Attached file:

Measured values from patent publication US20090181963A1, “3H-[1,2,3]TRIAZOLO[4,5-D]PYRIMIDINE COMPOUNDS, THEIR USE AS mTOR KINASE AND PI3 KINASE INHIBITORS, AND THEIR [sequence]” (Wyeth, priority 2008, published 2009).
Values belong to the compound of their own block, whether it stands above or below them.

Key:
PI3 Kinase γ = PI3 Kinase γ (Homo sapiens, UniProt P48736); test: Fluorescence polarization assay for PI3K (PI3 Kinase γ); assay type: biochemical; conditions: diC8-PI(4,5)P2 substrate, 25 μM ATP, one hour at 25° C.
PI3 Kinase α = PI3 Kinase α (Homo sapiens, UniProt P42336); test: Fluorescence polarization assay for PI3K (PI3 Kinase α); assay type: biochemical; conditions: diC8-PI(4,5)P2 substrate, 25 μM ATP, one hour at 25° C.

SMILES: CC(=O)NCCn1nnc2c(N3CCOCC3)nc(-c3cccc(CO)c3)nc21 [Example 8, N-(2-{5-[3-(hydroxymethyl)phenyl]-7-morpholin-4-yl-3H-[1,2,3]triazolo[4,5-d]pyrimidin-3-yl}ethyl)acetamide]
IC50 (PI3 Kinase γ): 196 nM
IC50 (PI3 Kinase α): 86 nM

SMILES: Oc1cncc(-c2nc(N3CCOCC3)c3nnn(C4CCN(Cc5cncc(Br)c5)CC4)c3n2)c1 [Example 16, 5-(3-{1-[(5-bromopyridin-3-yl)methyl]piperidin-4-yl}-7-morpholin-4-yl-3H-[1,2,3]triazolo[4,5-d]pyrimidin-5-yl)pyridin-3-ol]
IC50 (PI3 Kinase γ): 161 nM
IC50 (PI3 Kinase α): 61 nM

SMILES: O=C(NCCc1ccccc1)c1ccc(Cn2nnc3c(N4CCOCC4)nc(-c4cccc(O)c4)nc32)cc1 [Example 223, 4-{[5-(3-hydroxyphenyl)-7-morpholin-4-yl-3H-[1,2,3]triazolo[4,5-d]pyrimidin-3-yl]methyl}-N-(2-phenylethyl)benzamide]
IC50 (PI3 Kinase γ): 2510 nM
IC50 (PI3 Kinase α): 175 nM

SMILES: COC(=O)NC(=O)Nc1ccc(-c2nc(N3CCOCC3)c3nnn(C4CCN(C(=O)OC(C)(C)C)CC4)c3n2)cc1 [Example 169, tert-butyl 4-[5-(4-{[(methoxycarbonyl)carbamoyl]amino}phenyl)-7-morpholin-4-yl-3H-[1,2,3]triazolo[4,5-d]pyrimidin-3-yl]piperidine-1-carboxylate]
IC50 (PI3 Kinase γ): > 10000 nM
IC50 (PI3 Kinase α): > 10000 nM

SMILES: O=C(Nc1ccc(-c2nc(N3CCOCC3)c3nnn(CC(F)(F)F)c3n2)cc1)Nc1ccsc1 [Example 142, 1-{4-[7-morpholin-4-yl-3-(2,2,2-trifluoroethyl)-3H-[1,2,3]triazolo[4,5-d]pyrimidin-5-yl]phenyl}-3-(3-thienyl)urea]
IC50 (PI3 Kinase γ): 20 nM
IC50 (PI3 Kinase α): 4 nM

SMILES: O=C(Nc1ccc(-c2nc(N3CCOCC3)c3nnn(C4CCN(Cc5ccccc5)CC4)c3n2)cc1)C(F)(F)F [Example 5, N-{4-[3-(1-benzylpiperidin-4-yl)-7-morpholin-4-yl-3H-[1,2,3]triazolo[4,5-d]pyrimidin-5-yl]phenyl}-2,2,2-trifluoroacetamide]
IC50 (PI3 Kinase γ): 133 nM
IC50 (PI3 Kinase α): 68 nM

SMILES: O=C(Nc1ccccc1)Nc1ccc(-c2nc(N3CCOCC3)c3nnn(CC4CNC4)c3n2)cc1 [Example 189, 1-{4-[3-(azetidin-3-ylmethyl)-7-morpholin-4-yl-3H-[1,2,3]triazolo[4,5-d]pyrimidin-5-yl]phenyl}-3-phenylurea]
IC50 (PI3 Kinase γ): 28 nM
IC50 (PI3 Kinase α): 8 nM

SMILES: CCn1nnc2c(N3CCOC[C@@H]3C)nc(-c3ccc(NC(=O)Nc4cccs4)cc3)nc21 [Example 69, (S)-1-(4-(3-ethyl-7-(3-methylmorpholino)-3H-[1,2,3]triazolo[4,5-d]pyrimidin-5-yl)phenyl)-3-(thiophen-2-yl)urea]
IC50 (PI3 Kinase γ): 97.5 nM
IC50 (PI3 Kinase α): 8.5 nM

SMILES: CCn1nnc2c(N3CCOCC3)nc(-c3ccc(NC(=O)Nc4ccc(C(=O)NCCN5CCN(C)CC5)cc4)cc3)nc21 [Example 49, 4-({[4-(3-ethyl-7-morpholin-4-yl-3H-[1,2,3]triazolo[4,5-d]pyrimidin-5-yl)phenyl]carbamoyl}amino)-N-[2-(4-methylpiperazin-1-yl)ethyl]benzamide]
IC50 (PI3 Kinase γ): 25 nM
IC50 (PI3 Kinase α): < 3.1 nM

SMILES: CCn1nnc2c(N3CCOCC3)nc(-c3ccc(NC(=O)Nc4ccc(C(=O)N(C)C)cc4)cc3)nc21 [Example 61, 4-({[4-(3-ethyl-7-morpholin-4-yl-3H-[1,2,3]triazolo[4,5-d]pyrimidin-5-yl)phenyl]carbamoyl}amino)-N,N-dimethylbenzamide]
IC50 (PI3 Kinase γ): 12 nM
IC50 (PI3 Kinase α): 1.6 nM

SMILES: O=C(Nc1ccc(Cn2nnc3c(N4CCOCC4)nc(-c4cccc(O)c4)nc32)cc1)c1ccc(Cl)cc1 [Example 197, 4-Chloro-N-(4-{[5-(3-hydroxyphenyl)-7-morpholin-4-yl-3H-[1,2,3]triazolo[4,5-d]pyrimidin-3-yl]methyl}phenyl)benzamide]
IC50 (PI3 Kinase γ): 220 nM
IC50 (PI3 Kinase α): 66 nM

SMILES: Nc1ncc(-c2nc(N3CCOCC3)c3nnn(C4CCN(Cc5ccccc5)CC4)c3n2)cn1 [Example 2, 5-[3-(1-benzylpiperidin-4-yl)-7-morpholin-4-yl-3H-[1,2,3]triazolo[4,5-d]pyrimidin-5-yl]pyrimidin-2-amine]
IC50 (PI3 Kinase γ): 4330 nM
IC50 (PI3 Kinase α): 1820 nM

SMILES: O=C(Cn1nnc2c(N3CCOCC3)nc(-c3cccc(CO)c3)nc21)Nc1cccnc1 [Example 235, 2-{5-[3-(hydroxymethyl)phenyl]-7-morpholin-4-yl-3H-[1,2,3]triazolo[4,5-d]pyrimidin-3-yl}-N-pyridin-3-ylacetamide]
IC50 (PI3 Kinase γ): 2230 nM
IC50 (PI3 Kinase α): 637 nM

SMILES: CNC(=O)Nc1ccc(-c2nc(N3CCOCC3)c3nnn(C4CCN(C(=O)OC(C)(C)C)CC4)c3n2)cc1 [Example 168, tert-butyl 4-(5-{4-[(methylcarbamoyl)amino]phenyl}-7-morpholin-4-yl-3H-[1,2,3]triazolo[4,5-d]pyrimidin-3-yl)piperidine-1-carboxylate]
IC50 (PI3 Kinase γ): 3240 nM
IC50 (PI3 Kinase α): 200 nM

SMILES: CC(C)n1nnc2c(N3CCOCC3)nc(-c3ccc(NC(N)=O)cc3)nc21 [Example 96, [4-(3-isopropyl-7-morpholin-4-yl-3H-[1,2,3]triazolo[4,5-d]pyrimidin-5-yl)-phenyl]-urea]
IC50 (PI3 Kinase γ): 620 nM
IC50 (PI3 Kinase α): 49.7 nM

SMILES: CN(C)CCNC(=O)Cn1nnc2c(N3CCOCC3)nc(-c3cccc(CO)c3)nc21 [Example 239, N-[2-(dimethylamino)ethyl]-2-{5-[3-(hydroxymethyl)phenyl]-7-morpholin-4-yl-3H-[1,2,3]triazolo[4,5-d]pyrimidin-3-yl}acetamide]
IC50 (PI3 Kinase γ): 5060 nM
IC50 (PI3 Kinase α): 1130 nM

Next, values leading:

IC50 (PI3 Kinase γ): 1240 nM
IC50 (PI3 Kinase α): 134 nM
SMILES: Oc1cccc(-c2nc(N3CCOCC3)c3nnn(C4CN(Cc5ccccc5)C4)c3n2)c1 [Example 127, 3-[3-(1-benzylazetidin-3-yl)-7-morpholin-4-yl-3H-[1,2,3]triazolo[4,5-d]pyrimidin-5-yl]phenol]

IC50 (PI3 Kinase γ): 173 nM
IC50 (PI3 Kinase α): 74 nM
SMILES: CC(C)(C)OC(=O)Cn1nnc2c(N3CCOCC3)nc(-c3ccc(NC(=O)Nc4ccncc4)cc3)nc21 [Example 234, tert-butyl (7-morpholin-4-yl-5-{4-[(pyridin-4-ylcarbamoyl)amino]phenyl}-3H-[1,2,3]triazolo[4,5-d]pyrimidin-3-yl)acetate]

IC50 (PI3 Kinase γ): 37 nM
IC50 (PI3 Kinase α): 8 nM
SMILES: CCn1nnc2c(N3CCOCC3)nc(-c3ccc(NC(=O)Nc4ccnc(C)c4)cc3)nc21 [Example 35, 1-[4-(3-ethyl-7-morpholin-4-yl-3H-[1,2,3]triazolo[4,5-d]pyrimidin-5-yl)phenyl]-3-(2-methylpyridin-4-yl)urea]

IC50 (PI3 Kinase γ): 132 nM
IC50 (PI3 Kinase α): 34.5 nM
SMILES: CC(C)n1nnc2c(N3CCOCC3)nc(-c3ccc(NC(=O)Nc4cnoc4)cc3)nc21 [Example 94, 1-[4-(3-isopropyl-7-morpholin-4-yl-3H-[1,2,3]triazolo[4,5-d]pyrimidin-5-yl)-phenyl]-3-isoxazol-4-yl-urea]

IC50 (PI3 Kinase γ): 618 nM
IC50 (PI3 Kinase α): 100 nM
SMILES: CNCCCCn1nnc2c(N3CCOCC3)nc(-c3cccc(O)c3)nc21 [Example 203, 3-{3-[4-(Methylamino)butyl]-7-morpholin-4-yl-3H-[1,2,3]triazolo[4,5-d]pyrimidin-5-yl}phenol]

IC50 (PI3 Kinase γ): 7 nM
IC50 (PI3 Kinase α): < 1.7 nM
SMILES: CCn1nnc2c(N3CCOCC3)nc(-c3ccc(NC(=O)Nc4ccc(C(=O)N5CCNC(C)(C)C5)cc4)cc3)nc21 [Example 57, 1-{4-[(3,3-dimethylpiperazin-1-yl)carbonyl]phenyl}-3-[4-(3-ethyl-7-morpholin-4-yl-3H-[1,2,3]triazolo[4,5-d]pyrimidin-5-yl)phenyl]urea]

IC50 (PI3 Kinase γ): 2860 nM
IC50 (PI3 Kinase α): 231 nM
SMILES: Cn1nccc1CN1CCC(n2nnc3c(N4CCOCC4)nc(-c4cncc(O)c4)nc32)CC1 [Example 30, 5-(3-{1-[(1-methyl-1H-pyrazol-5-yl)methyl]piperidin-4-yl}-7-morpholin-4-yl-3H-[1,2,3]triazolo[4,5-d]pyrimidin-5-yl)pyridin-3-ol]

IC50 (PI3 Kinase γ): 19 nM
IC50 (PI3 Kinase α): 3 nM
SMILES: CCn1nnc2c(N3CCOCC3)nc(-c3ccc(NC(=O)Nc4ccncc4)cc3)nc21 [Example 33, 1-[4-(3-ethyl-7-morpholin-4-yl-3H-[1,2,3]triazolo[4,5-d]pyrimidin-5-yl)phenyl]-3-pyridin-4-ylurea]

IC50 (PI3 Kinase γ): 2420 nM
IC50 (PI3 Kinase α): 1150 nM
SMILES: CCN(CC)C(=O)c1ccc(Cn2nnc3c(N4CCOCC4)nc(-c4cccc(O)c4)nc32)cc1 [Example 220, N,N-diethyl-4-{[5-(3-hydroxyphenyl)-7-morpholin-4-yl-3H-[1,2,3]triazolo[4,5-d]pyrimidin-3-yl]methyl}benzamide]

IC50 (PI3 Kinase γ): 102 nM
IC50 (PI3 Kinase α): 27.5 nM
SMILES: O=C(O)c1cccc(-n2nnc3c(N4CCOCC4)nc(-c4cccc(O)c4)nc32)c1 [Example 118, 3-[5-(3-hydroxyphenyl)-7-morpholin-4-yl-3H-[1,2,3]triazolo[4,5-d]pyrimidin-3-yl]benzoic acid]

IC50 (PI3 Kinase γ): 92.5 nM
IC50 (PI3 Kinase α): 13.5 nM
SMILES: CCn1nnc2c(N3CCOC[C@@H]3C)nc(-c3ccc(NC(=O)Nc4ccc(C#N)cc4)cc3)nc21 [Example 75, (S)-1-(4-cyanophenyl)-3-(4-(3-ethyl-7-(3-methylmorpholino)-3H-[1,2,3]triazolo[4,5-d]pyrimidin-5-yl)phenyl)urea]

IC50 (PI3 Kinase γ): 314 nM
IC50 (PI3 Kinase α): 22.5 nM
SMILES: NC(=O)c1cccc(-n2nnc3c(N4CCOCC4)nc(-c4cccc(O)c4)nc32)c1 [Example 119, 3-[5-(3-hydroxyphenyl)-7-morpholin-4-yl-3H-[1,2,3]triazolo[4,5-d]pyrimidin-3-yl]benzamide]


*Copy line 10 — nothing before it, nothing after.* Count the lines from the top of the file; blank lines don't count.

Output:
IC50 (PI3 Kinase γ): 161 nM